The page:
Cattle, much like cats, aren’t known for their ability to take direction. Which is why every cattle or dairy farm I’ve ever been to has a cattle crush. What is it? Think of a passage with fences on either side. Cattle go in one end and patiently queue for whatever awaits at the other end.

On good days, it’s just a quick dip in some foul-smelling stuff meant to kill ticks. But young bull calves inevitably have a bad day in a cattle crush, when they queue to have their sensitive bull-bits snipped.

I saw this for the first time on a friend’s family farm outside Thabazimbi. The whole thing was over in seconds and, surprisingly, the calves (now bullocks) didn’t seem too traumatized. But as a 13-year old, I was pretty appalled.

Whenever I find myself queuing in Woolies, my mind invariably wanders back to those bullocks in the cattle crush. Pain also awaits me at the end of the Woolies people crush, for the basket in my hand usually liberates me of quite a few blue randelas.

It’s not helpful that sweets have an annoying way of jumping into my basket while I’m doing my docile bovine bit in the queue.

An incorrigible slab of Lindt vanilla white chocolate followed me home the other day. After I’d made doubly sure it’s delicious (it took a whole slab) I went out and invited another one home. And then I made this…. vanilla white chocolate mousse with a chunky raspberry coulis. This is definitely impress your girlfriends/boss/future husband stuff.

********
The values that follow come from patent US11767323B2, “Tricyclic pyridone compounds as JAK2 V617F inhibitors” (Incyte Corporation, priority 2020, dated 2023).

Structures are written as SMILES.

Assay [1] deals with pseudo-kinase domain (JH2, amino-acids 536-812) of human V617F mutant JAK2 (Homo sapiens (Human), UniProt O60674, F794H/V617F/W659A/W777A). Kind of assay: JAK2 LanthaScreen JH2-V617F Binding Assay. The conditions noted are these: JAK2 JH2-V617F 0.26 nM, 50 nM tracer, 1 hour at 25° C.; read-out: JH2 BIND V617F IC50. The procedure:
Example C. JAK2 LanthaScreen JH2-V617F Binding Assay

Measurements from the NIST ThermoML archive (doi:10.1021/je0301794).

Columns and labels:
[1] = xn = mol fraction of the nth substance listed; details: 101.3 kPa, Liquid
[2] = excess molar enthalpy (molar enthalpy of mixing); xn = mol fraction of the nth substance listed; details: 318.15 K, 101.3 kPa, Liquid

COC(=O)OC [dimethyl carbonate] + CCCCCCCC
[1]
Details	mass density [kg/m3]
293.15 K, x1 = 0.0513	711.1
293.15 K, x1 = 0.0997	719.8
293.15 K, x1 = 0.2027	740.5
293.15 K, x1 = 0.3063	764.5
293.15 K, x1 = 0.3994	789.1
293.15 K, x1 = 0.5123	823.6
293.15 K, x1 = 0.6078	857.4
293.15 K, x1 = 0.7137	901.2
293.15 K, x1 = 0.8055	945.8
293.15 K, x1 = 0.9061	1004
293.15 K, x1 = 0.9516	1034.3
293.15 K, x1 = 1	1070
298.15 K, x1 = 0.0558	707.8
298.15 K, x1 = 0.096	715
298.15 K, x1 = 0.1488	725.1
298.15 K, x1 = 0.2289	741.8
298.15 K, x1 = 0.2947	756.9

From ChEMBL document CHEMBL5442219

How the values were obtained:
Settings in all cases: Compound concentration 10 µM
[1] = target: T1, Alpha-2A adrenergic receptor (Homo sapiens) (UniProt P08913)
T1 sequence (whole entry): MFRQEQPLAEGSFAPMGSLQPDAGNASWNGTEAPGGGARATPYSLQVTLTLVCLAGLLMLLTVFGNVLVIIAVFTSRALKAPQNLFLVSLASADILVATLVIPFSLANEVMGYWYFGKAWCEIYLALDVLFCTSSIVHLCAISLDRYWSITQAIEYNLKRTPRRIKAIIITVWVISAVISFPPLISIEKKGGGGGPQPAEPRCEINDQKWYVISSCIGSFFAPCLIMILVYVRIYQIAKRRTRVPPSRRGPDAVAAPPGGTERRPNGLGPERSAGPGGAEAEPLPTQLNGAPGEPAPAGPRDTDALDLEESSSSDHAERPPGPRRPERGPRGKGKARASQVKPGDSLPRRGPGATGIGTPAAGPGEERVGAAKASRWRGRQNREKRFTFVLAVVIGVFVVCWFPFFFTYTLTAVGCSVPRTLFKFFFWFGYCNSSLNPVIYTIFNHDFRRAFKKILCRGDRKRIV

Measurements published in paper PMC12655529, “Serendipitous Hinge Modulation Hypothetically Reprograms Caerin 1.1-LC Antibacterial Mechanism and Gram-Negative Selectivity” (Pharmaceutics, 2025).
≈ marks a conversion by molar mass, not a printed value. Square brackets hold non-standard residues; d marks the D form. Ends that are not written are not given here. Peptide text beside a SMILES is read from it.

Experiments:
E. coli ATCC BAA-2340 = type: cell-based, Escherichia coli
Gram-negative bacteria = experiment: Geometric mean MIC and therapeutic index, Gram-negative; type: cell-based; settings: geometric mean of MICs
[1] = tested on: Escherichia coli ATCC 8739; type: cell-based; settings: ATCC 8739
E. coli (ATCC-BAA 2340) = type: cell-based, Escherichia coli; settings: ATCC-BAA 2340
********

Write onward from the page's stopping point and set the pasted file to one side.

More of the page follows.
All you need is…

3 large egg yolks
100g Lindt vanilla white chocolate
320ml cream
3 tbs castor sugar
1 tsp vanilla extract (not essence!)
1 punnet fresh raspberries (frozen also works)

Beat the egg yolks, 2 tbs sugar and 70ml cream. Place it in a double boiler and whisk over a very low heat until the mixture is thick enough to coat the back of a spoon.

Add one teaspoon vanilla extract and break the chocolate into the custard mixture. Take off the heat and let the chocolate slowly melt. Stir through to ensure it’s smooth and place in the fridge for at least two hours to chill.

In the meantime, prep your raspberries. Simply crush them with a fork and add one teaspoon of castor sugar. Set aside.

Once the egg/choccie mix is thoroughly chilled, whip the cream with one tablespoon of castor sugar until firm. Gently fold the cream into the egg mixture. Place in individual ramekins and chill in the fridge.

Serve with a generous dollop of raspberry coulis. The contrast of the creamy richness and the fruity acidity of the raspberries is just heaven. If you don’t want to use raspberries, serve each ramekin with half a granadilla for your guests to scoop out over the mousse. You can make this recipe the day before and keep (covered of course) in the fridge until you serve.

serves

5-6

prep

10 min

chill

3 hours

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good to know

What is the difference…

…between Champagne and Prosecco? A bottle of bubbly may only be called Champagne if it comes from the Champagne region in France. It’s a wine that is fermented twice, with the second fermentation happening in the bottle. Champagne may only be made from Chardonnay, Pinot Noir or Pinot Meunier grapes. (Our local version of this is called MCC – Méthode Cap Classique.)

Prosecco is made from Prosecco grapes and must come from the Prosecco region in the Veneto (north-east Italy). It’s also fermented twice, but it’s done in large stainless steel tanks and not the bottle, making it much more affordable than Champagne.

enjoy with

I just love a bubbly with a light frothy dessert like mousse. We have tons of awesome local ones, but occasionally I stray and buy something foreign. Italian Prosecco is just a delight.

Woolies stocks Dolce Vita Prosecco. It normally sells for R74,95, but I see it’s marked down to just R49,95 right now. I’m rushing out today to grab a few. Christmas is around the corner, after all!

Prosecco

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